About a year ago, I decided to drastically modify my diet. At the time, I was about thirty pounds (13.6 kg) overweight. While probably “average” by American standards, it made sense to take action, as it seemed like I was gaining an additional pound every month or so.
Fast forward to today: I’m approximately thirty pounds lighter. The bulk of that weight was lost in a few months and never re-gained. For what it’s worth, my BMI is now normal, rather than overweight. I can now wear a T-shirt in public without feeling self-conscious (convenient in the summer).
So what is this multi-billion dollar secret to long term weight loss? The not-at-all-a-secret way to lose weight isn’t to eat less food, but to eat low-glycemic food. If this sounds very Robert Atkins-ish then you’re on the right track. The Atkins diet became famous and slightly infamous. At the time, I was skeptical as well. The medical community and many-a-misinformed-journalist were in arms about imaginary kidney and heart damage. But then people discovered that low-carb diets actually work. I don’t remember any apology to the previous condemnation from the medical community, though I wouldn’t expect one either. The point is, on the low carb diet, people lose weight, so long as they stick to the diet. In contrast, if you want to gain weight, then by all means, eat comfort food.
The rationale for all this isn’t hard to understand. Fat, protein, and carbohydrates are different, and our endocrine (hormone) system responds differently to these different sources of energy. So the idea that a calorie from fat is the exact same as a calorie from carbohydrate is flawed. Our bodies respond differently to fat, protein, and carbohydrates, and we can use this knowledge to our advantage.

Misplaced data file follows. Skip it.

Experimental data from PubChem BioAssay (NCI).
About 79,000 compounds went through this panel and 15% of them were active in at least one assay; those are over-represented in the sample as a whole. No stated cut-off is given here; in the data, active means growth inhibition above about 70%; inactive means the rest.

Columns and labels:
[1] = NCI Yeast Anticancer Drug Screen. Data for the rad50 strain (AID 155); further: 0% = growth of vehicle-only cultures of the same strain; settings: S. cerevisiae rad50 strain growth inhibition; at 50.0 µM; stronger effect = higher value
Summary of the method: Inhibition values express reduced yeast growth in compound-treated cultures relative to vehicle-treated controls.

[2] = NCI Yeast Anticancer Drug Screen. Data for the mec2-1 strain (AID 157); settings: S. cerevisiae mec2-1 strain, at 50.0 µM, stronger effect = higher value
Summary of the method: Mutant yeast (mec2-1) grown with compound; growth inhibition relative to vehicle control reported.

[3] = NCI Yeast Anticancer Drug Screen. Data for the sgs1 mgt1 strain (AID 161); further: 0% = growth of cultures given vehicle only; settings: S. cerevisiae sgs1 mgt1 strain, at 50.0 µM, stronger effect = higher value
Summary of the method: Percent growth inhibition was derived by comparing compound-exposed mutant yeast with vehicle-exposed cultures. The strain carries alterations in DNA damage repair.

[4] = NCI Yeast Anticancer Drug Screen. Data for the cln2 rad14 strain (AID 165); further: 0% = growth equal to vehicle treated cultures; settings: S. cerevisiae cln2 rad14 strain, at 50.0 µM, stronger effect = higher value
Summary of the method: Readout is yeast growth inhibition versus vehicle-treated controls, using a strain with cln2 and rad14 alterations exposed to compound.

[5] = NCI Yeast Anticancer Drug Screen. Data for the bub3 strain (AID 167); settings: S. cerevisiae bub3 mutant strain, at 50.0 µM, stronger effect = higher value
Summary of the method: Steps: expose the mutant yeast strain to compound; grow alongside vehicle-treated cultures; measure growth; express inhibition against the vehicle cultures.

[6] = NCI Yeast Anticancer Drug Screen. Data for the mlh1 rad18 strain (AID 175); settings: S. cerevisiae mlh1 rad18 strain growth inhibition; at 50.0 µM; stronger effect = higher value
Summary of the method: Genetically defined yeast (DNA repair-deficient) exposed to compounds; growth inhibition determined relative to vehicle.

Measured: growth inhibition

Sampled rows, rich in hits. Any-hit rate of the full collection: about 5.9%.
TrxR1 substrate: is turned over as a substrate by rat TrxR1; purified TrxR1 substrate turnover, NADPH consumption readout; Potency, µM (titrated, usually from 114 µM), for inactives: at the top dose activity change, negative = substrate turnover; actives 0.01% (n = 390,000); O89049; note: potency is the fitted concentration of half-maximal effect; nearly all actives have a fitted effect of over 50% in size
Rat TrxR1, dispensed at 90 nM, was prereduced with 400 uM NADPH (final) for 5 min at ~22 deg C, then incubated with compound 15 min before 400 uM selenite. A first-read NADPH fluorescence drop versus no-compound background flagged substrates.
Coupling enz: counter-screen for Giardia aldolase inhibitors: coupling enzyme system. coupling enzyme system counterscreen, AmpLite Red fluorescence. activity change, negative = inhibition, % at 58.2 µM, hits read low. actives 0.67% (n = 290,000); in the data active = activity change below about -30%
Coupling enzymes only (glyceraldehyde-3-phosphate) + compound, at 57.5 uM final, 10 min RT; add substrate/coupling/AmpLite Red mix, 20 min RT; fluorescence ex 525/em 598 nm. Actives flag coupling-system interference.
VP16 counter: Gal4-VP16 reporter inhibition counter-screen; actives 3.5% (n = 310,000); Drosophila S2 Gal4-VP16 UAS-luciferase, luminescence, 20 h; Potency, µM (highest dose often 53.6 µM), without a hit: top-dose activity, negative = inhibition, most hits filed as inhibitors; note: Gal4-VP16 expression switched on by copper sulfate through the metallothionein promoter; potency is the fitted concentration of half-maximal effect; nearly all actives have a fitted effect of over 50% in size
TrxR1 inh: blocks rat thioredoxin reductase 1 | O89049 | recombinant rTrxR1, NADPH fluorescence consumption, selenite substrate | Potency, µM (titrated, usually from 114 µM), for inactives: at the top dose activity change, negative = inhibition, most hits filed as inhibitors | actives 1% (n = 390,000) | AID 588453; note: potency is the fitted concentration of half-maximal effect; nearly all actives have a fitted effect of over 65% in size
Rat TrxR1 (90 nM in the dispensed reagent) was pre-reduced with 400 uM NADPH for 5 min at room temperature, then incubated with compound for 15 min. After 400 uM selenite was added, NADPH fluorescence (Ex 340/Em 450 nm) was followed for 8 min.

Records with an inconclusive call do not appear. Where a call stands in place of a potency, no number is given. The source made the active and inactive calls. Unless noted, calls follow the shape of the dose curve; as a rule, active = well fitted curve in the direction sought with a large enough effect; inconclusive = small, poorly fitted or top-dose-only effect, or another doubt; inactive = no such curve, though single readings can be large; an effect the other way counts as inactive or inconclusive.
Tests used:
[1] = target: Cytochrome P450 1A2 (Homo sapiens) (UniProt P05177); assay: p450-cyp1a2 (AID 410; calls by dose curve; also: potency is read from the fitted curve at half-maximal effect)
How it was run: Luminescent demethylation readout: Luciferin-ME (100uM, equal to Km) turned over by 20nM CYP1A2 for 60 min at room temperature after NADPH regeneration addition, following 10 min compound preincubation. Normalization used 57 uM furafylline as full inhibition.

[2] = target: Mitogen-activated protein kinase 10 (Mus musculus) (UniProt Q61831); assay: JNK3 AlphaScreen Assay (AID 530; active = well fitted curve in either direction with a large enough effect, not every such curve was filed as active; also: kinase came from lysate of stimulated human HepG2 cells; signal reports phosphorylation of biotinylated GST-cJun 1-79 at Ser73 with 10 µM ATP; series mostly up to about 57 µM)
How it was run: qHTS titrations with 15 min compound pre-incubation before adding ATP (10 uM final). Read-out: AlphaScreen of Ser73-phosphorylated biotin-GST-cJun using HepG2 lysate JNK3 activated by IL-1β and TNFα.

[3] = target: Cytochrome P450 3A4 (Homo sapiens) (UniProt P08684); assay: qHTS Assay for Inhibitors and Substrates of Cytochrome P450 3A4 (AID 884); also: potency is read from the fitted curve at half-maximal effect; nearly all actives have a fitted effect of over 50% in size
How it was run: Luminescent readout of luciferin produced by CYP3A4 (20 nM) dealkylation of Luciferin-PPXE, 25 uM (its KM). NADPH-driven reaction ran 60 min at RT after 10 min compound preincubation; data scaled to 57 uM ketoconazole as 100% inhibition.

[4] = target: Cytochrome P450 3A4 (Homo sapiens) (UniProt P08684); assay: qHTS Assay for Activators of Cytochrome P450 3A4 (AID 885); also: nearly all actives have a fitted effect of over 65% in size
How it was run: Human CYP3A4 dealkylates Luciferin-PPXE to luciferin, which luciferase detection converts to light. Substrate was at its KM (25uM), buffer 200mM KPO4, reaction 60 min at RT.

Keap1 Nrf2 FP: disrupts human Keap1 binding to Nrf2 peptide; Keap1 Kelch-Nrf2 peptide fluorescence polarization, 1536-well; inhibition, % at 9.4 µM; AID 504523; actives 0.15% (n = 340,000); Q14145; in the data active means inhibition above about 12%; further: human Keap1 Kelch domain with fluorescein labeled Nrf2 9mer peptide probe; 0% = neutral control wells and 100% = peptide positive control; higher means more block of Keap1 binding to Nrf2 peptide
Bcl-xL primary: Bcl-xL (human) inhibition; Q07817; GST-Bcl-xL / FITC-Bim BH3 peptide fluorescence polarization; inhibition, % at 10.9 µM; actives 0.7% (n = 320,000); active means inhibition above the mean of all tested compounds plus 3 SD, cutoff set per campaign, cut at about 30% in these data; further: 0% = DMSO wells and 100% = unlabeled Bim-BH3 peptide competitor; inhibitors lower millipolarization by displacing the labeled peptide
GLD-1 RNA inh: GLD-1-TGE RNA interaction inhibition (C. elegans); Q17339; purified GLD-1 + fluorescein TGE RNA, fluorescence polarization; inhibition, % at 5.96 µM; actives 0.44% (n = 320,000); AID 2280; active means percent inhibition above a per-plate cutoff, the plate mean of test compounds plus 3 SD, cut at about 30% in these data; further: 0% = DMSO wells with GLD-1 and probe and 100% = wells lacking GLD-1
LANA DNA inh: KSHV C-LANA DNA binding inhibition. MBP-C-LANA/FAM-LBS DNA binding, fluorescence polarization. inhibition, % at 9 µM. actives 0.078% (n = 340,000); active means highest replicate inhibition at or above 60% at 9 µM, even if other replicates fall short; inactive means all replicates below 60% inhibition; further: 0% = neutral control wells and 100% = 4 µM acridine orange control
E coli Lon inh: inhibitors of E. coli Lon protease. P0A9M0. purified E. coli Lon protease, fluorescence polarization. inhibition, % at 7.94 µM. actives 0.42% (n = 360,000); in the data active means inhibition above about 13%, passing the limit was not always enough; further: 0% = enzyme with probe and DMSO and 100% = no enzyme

(A moment ago, I stated that I was on a low-glycemic diet rather than a low-carb diet. This was on purpose, though the distinction between the two is semantic. In fact, it would be correct to say I’m on both a low-carb and a low-glycemic diet, though for reasons aren’t particularly relevant, I prefer to say that I’m on the latter rather than the former.)
The glycemic index approximates how your blood sugar (glucose) levels will be affected by a particular food. Unless you want to gain weight and/or develop type II diabetes (insulin resistance), then your goal should be to consume low glycemic foods. Processed foods with refined flour, starches like corn and potatoes, and anything with sugar in it increases the glycemic index of whatever you’re eating. Consumption of such foods prompts your body to produce insulin. Insulin will cause glucose and triglycerides that happen to be floating around in your bloodstream to be stored on a more permanent basis–you know, in your thighs or abdomen (I’m ludicrously over-simplifying this process, of course). Hence, high-glycemic foods are more than empty calories. They’re food sources that guarantee weight gain.
Insulin isn’t all bad. If you are an avid weight lifter, a carb load immediately before (or during) a workout might be a great idea. In addition, elevated carbohydrate intake might be acceptable to assure that amino acids and glycogen are transported to muscle tissue. Even then, you’re probably getting more carbohydrates than you need, giving a workout to your pancreatic cells (that secrete insulin) and your liver (that break down sugars with a fructose component; this includes sucrose).